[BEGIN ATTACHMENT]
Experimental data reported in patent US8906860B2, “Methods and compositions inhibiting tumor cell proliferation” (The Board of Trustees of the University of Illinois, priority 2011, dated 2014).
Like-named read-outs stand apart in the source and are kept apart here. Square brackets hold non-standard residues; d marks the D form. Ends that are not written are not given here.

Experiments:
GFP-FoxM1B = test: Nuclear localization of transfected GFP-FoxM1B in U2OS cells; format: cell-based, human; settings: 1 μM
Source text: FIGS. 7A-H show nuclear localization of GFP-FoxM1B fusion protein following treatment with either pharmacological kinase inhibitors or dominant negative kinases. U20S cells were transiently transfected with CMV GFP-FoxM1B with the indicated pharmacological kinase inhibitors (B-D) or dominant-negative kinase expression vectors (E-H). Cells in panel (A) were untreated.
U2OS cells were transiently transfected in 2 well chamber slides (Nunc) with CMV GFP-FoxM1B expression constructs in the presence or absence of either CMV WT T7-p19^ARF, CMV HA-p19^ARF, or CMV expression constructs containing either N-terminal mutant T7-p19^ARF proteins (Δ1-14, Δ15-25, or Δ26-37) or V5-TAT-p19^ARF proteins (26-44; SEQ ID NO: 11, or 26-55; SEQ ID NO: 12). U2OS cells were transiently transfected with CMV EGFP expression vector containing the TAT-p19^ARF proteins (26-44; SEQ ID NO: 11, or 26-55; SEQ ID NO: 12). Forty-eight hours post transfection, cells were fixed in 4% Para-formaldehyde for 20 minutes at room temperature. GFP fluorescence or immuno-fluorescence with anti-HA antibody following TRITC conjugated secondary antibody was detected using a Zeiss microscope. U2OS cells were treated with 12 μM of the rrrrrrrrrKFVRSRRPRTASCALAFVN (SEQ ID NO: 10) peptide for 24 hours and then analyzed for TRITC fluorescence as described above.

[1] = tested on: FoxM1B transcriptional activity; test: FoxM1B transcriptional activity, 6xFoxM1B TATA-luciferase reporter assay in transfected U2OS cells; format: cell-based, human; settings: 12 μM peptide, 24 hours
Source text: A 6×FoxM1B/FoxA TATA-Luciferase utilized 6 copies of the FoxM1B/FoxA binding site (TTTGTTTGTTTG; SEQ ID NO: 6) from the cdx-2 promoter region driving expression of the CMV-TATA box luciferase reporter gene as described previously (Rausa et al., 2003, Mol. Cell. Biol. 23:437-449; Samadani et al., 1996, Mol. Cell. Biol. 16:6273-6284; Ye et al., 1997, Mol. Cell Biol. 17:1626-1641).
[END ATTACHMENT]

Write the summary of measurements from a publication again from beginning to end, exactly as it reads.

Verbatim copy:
Experimental data reported in patent US8906860B2, “Methods and compositions inhibiting tumor cell proliferation” (The Board of Trustees of the University of Illinois, priority 2011, dated 2014).
Like-named read-outs stand apart in the source and are kept apart here. Square brackets hold non-standard residues; d marks the D form. Ends that are not written are not given here.

Experiments:
GFP-FoxM1B = test: Nuclear localization of transfected GFP-FoxM1B in U2OS cells; format: cell-based, human; settings: 1 μM
Source text: FIGS. 7A-H show nuclear localization of GFP-FoxM1B fusion protein following treatment with either pharmacological kinase inhibitors or dominant negative kinases. U20S cells were transiently transfected with CMV GFP-FoxM1B with the indicated pharmacological kinase inhibitors (B-D) or dominant-negative kinase expression vectors (E-H). Cells in panel (A) were untreated.
U2OS cells were transiently transfected in 2 well chamber slides (Nunc) with CMV GFP-FoxM1B expression constructs in the presence or absence of either CMV WT T7-p19^ARF, CMV HA-p19^ARF, or CMV expression constructs containing either N-terminal mutant T7-p19^ARF proteins (Δ1-14, Δ15-25, or Δ26-37) or V5-TAT-p19^ARF proteins (26-44; SEQ ID NO: 11, or 26-55; SEQ ID NO: 12). U2OS cells were transiently transfected with CMV EGFP expression vector containing the TAT-p19^ARF proteins (26-44; SEQ ID NO: 11, or 26-55; SEQ ID NO: 12). Forty-eight hours post transfection, cells were fixed in 4% Para-formaldehyde for 20 minutes at room temperature. GFP fluorescence or immuno-fluorescence with anti-HA antibody following TRITC conjugated secondary antibody was detected using a Zeiss microscope. U2OS cells were treated with 12 μM of the rrrrrrrrrKFVRSRRPRTASCALAFVN (SEQ ID NO: 10) peptide for 24 hours and then analyzed for TRITC fluorescence as described above.

[1] = tested on: FoxM1B transcriptional activity; test: FoxM1B transcriptional activity, 6xFoxM1B TATA-luciferase reporter assay in transfected U2OS cells; format: cell-based, human; settings: 12 μM peptide, 24 hours
Source text: A 6×FoxM1B/FoxA TATA-Luciferase utilized 6 copies of the FoxM1B/FoxA binding site (TTTGTTTGTTTG; SEQ ID NO: 6) from the cdx-2 promoter region driving expression of the CMV-TATA box luciferase reporter gene as described previously (Rausa et al., 2003, Mol. Cell. Biol. 23:437-449; Samadani et al., 1996, Mol. Cell. Biol. 16:6273-6284; Ye et al., 1997, Mol. Cell Biol. 17:1626-1641).